No authority applicable at the time of the instant proceedings has been cited which required a prior court order for the hiring of Ungerman and Edmondson as additional attorneys for the debtors not in possession. The trial court was aware of the participation of all four attorneys in this matter; there was certainly nothing surreptitious about the engagement of Edmondson and Ungerman. All four attorneys contributed services which takes them out of the clear language of § 102(c). Bankruptcy Rule 219 which sets new disclosure requirements for attorneys for bankrupts was not effective at material times in this litigation; consequently that rule cannot be considered. Under the law then existing, Ungerman and Edmondson needed no direct court authorization and cannot be considered unauthorized.10
Weil v. Neary, 278 U.S. 160, 49 S.Ct. 144, 73 L.Ed. 243 (1929), relied upon by cross-appellants does not support disallowance here. That case involved a feesharing arrangement between counsel for the trustee and counsel for many creditors. In Application of Pinetree Associates, 77 F.Supp. 270 (E.D.N.Y.1948), compensation was allowed to a debtor's attorney who was under an agreement to share his compensation with another firm of lawyers. The court allowed compensation relying on the facts that there was nothing surreptitious about the sharing arrangement ('spread upon the records of the court'), the attorneys who were to share compensation actually contributed to the services rendered, and the sharing attorneys at least could be considered 'forwarding attorneys' (within a specific provision of then § 102(d)). These two cases provide no support for cross-appellants' argument based on § 102(c).
Cross-appellants' final argument for barring any award is based upon appellants' failure to reveal the contingent fee contract as an executory contract in the statement of executory contracts accompanying the petition of the debtors. Title 11, U.S.C. § 724 requires that the petition be accompanied by a statement of the debtor's executory contracts. However, no authority is presented requiring or authorizing the disallowance of reasonable compensation to attorneys who do not include a contingent fee agreement with the debtor as an executory contract in a statement filed with the petition. Also the failure to advise debtors of their right to reject the executory contract would not prevent the allowance of any fee. See In re Mona Shops, Inc., 106 F.Supp. 471 (S.D.N.Y.1952). It is true, as cross-appellants contend, that compliance with § 724 would have allowed court review of the executory contract at an early stage of the proceeding. However, in this case, we find no compelling logic or legal requirement for disallowing all compensation because the executory contract, disregarded by the trial court, was not disclosed pursuant to § 724.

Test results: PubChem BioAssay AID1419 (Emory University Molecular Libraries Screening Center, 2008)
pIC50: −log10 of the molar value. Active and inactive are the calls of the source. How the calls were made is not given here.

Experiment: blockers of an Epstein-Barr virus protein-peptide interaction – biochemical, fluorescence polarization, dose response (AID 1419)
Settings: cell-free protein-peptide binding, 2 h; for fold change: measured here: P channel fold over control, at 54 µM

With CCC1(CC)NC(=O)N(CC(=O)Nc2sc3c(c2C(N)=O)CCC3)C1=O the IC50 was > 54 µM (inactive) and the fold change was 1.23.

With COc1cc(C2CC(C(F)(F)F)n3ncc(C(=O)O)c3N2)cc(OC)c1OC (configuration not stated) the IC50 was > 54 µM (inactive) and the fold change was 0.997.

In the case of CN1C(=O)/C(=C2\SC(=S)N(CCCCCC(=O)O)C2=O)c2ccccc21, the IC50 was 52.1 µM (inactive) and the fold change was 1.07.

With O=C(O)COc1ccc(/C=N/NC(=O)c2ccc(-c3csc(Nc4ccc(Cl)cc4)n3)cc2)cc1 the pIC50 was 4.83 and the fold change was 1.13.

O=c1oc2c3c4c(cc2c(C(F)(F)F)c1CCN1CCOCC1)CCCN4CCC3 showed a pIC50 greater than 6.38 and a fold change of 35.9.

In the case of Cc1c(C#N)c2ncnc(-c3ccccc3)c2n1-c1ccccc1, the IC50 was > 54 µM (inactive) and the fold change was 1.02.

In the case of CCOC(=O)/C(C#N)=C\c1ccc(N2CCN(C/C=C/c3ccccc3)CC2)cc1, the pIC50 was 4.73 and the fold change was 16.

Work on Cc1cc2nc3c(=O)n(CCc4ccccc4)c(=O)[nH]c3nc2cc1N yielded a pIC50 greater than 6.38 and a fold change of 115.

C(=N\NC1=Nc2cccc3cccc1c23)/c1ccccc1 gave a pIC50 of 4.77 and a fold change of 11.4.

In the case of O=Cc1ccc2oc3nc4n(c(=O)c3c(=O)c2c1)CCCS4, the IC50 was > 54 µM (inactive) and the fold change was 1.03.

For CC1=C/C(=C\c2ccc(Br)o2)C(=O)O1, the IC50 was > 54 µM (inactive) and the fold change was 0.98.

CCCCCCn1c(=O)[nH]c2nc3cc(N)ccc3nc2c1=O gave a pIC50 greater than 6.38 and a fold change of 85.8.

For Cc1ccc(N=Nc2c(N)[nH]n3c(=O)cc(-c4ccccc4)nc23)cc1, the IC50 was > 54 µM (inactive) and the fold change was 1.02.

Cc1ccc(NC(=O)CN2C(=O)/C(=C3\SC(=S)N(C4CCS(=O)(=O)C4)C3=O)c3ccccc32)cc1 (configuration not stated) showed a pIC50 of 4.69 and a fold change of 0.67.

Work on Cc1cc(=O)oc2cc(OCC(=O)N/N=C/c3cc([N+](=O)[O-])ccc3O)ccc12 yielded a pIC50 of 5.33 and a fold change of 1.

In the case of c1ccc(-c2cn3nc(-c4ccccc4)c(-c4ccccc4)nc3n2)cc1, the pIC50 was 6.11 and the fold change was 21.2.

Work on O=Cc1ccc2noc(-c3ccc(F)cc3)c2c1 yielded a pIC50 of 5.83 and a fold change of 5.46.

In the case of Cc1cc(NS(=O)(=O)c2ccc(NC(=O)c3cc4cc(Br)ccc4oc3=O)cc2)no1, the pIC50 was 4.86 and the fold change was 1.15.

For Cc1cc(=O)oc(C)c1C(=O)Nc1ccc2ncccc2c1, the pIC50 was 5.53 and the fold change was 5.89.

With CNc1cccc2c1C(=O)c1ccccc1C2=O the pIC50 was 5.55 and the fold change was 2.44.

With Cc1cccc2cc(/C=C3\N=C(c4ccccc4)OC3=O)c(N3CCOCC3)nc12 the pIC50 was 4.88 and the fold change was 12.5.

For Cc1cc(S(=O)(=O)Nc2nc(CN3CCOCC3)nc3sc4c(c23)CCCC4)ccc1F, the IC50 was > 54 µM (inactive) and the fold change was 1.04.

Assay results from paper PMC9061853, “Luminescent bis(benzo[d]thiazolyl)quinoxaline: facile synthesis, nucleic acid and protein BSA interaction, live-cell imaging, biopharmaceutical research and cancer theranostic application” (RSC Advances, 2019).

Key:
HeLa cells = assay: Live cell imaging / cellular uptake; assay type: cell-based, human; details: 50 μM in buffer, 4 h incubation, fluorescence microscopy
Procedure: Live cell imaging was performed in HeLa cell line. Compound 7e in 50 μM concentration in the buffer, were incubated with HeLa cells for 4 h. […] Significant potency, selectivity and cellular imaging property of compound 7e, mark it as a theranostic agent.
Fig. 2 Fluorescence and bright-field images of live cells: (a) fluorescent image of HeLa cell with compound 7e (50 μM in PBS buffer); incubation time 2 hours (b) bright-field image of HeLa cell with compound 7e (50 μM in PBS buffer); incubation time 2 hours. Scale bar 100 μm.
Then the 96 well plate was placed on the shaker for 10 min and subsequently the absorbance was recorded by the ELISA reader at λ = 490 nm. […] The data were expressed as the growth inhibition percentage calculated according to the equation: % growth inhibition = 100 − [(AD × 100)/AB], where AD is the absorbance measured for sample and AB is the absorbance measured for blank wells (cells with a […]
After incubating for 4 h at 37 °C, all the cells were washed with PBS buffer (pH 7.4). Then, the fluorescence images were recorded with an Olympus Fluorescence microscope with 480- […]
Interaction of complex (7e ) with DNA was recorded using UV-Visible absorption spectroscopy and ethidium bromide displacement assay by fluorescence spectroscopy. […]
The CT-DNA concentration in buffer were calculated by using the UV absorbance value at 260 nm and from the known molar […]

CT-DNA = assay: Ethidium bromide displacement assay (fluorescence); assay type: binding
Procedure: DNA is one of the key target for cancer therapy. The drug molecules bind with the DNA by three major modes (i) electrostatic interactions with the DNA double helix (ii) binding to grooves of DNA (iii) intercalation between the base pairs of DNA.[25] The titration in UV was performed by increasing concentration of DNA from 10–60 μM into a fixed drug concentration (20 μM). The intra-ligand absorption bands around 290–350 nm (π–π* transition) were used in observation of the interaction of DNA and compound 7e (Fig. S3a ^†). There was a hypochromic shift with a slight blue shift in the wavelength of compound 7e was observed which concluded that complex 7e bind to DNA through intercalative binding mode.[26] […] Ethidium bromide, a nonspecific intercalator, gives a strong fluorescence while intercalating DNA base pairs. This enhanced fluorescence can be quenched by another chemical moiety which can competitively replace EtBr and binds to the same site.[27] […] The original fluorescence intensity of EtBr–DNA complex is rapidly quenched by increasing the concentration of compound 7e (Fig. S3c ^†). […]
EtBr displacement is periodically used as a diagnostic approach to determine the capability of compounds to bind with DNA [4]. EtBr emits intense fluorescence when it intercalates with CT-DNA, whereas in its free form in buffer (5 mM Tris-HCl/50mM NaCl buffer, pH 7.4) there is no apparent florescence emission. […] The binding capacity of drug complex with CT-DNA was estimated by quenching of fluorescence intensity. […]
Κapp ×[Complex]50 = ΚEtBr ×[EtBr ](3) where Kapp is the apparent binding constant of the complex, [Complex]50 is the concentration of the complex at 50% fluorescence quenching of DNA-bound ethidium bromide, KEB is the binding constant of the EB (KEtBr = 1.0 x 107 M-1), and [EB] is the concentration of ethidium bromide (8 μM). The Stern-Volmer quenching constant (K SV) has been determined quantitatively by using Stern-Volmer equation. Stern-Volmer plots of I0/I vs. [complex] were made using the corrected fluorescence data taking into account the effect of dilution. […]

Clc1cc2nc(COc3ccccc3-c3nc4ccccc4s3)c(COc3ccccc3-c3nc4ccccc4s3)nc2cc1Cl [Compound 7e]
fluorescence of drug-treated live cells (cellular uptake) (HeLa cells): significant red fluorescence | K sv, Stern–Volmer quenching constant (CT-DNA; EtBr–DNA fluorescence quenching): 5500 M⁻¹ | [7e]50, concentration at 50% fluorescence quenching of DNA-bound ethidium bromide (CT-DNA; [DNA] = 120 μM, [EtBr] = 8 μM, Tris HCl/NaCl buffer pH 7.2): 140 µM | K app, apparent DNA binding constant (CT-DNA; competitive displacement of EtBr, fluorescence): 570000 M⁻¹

Thus, we find no ground for barring appellants from all compensation in this matter. Next we consider appellants' arguments aimed at receiving an increased allowance.